I happen to have seen this show in its original productions in New York and London as well as the film of the musical version and the original 1967 version. Because this is a touring production, some of the special effects and large sets and mirrors have had to be adapted or dropped – but have been stylishly reworked by Paul Farnsworth; and a lot of the original choreography has been adapted by Lee Proud to suit a smaller company with many witty and fresh moments.
That said, the spirit and energy of the original shows and films are alive and well and living in this extremely successful rendering of Mel Brooks’ puckish, satirical, mildly surreal vision. The iconoclasm, shock factors and staccato speed of the original are all in tact; and every one of the performances could only be approved by Brooks himself. Cory English makes the most of every one of his scene stealing moments as the outrageous Max Bilaystock; Jason Manford is appealing and captivating as Leo Bloom; Ross Noble does a brilliant over-the-top turn as Franz Liebkind; Tiffy Graves is a dream Ulla; and David Bedella and Stephane Anelli camp it up hilariously in their parts and manage to convey a sense of character as well. The sound production was especially good and the main characters probed to have really strong, appealing voices. The comic timing was impeccable throughout.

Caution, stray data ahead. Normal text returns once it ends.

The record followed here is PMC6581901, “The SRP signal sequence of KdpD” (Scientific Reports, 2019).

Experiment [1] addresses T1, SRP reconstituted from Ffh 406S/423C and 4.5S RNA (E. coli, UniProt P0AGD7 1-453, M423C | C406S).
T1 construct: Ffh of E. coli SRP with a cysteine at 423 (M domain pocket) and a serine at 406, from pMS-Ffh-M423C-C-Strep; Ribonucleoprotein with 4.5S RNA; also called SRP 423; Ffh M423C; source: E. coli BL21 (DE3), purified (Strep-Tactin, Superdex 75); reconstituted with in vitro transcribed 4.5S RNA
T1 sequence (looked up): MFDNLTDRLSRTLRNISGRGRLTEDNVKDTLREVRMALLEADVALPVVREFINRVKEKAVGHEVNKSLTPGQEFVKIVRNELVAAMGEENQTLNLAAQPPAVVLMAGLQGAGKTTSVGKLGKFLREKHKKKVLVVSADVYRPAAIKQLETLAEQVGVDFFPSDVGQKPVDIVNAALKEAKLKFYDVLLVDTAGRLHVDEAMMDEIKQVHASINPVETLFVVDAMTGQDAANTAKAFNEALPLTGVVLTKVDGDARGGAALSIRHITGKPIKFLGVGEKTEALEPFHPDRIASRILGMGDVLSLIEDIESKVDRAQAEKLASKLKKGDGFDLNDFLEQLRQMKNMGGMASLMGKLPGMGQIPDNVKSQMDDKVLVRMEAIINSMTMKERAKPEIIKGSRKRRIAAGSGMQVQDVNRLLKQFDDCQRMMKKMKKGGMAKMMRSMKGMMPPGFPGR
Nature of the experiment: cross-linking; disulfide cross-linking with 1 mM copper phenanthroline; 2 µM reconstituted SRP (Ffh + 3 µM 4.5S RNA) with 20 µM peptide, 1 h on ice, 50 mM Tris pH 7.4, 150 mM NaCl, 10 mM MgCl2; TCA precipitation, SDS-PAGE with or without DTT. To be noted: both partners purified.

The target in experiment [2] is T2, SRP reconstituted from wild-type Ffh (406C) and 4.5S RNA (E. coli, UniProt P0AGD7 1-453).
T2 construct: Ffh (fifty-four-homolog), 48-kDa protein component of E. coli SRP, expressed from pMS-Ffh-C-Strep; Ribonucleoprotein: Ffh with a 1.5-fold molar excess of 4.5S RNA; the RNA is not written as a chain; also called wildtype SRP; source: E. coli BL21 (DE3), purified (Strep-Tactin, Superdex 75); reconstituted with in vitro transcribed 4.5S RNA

This touring production is a real winner, does good service to the original. It is a real credit to the director Matthew White. This is an extremely entertaining and provocative evening of theatre.
The lyrics, by the way, are brilliant; the music is hummable – and very well conducted by Andrew Hilton, with a real sense of the pastiche of Broadway style and energy that Brooks invented – and the show is everything that the label musical comedy suggests. You get a rich blend of what is promised by the label!